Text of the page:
Other than a few very short girlish periods, when I wanted to be a ballerina, a dog trainer, or an explorer in Alaska… Yes, I have always wanted to be an author.
When did you first consider yourself a “writer”?
After I attended the 2008 Romantic Times Booklovers Convention’s Aspiring Writer’s Class from Judi McCoy. She insisted we all begin referring to ourselves as simply writers, not aspiring writers. It stuck.
How long did it take to get your first book published?
Hmmm, sequence… In April of 2007, I nearly died. In April of 2008, I attended the class I mentioned above. In 2009, I attended the second half of that class. In 2009, I began pitching. In 2010, I got an agent and later that year, my first book, The Kraken’s Mirror, was published.
Do you do another job except for writing and can you tell us more about it?
Nope! I slaved as a phone operator to get my husband through college. After that, I was set free from outside employment.
What is the name of your latest book, and if you had to summarize it in less than 20 words what would you say?
Latest is Foxoddness. Oh, twenty words? You’re tough! (Big breath…) Imagine a long married couple, meeting a very sexy man who is touched by magic, and going on an adventure!
Did I do it?
Who is your publisher? Or do you self-publish?
I self-publish at present. Love the control!
How long does it usually take you to write a book, from the original idea to finishing writing it?
That has varied so much, I hesitate to give it a number. Once upon a time, from idea to finish was probably less than six weeks. At present…I have half a dozen started ( anywhere from 5000 words to 40,000 words) and I figure when I settle down and tackle one at a time, it will take about a month or more to finish each. If I can bridge the time, I’d say three to four months total…?
What can we expect from you in the future? ie More books of the same genre?
Books of a different genre? Oh, different. Almost always different. (Which, I suppose, since different is the norm, I might actually do something that is the same…) In 2016, I’ll finish both of my paranormal pirate series, start my contemporary paranormal erotica series, Irish Magic, continue with several standalone books – one a romantic suspense, one a dystopian romance and – I hope – start my short story series, Ebony Bay, featuring the place monsters vacation, where it isn’t really safe to be a tourist…I’d say they are horror stories, with a touch of most everything else.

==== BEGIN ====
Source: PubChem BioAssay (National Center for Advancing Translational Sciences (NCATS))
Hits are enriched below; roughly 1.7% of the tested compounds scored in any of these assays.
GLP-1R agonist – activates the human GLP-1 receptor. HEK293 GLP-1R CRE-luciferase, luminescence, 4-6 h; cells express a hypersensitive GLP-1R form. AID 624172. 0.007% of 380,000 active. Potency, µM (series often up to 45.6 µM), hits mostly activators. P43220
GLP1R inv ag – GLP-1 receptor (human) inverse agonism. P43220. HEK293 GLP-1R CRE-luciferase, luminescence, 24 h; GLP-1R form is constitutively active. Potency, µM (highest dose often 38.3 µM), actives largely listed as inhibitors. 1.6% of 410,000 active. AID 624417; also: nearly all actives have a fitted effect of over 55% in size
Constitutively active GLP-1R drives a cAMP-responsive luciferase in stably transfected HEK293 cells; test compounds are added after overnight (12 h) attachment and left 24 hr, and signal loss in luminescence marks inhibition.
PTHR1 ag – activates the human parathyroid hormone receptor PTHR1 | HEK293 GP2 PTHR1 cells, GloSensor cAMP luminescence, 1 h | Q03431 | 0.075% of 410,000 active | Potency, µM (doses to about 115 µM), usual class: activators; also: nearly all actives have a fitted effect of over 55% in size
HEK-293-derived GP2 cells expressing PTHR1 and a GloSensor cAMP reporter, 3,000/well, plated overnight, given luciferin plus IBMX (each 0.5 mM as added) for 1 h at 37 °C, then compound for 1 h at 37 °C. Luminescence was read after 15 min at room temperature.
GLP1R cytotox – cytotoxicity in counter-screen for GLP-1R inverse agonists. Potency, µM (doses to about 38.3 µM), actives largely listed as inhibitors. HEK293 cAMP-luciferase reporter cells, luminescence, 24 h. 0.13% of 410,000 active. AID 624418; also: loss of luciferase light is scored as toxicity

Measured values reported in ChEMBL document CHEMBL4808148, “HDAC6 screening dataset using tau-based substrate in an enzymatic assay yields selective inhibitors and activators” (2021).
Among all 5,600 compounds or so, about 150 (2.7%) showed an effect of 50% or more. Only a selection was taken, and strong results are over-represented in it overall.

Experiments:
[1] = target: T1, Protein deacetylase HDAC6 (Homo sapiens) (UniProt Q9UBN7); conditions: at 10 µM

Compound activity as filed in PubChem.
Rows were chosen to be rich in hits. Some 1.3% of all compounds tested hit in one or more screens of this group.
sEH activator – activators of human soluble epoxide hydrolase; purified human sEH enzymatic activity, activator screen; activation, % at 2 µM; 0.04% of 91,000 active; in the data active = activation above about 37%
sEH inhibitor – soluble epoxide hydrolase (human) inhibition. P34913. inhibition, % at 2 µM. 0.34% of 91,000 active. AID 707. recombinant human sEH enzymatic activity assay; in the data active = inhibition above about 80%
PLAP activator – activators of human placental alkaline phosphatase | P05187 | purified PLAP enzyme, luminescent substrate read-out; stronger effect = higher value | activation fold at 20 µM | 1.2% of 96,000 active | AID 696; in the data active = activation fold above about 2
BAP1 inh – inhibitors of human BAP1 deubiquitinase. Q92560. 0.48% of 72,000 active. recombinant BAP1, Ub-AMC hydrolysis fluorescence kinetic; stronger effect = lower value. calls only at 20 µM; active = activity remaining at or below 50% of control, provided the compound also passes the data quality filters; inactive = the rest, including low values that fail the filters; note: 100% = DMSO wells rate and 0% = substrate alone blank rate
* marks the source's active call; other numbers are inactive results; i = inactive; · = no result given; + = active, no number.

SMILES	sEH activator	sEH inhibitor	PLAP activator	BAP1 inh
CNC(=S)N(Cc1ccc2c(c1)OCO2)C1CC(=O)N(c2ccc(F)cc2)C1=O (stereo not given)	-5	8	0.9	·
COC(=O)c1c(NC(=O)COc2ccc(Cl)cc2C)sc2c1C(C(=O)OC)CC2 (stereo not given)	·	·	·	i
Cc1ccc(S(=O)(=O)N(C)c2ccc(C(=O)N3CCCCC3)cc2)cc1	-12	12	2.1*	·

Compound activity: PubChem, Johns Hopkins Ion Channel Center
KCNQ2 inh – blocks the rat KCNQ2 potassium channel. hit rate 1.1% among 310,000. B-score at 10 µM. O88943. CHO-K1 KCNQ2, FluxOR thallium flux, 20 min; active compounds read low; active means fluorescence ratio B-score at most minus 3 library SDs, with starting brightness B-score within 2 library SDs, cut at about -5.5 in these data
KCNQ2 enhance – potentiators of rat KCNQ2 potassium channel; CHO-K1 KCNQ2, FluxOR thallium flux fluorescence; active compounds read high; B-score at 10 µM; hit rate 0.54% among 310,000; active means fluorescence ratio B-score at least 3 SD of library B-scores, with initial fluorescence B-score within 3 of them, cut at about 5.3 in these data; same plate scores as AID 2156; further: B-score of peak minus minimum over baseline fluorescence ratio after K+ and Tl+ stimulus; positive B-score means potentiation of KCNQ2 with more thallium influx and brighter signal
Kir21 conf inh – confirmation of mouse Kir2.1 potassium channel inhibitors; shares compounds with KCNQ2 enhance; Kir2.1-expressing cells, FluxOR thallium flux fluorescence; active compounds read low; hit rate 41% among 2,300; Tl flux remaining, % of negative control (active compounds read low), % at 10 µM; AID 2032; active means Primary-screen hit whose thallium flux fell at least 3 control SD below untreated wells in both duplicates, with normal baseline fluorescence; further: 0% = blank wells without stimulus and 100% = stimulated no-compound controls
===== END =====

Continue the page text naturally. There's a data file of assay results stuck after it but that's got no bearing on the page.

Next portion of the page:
What genre would you place your books into?
(Slaps myself to stop laughing) I honestly don’t know. I have some common themes – generally, there is something magical (paranormal), sometimes there is time-travel, or aliens (scifi/fantasy). There is always sex…
What made you decide to write that genre of book? ;-)
What genre? *snicker. Sorry, I write what I read, what I dream and what I get inspired by from most media outlets. Anything might spark a story. For example, Foxoddness came from another book about the kitsuné myth of Japan, which are the stories of foxes and their interaction with humans. My dystopian book was inspired by a History Channel series about what would happen to civilization and all our trappings if humanity suddenly disappeared. I take inspiration anywhere I can find it. Even Irish Magic came from, would you believe, an interview Phil Donahue had with Shelly Winters, when questioned about the most sensitive area of a woman’s body and she answered the small of her back…
Do you have a favorite character from your books? And why are they your favorite?
(I had a great answer of characters in general, than read you wanted one from MY books. Oh.) My favorite character – always a tough thing to answer. I often create female leads who inspire me to find the part of me that inspired the character. Emily in The Krakens Caribbean Series, Sarah in Foxoddness, Miranda from Forever A Pirate Series… So hard to narrow it all down… I think Ria in Essentially Human is my favorite. Her vulnerability and stubbornness, even when it serves her ill, strikes me as terribly real. I love it when I hit the nail on the head. She isn’t necessarily amusing, but she is…real.
How long have you been writing?, and who or what inspired you to write?
Always tinkered but didn’t sit down and bleed on the page until the early 2000s, say…2002. I’d been telling myself bedtime stories for decades, but after the first Pirates of the Caribbean movie, dreaming them wasn’t enough. I started to write down my pirate stories.
Do you have a certain routine you have for writing? ie You listen to music, sit in a certain chair?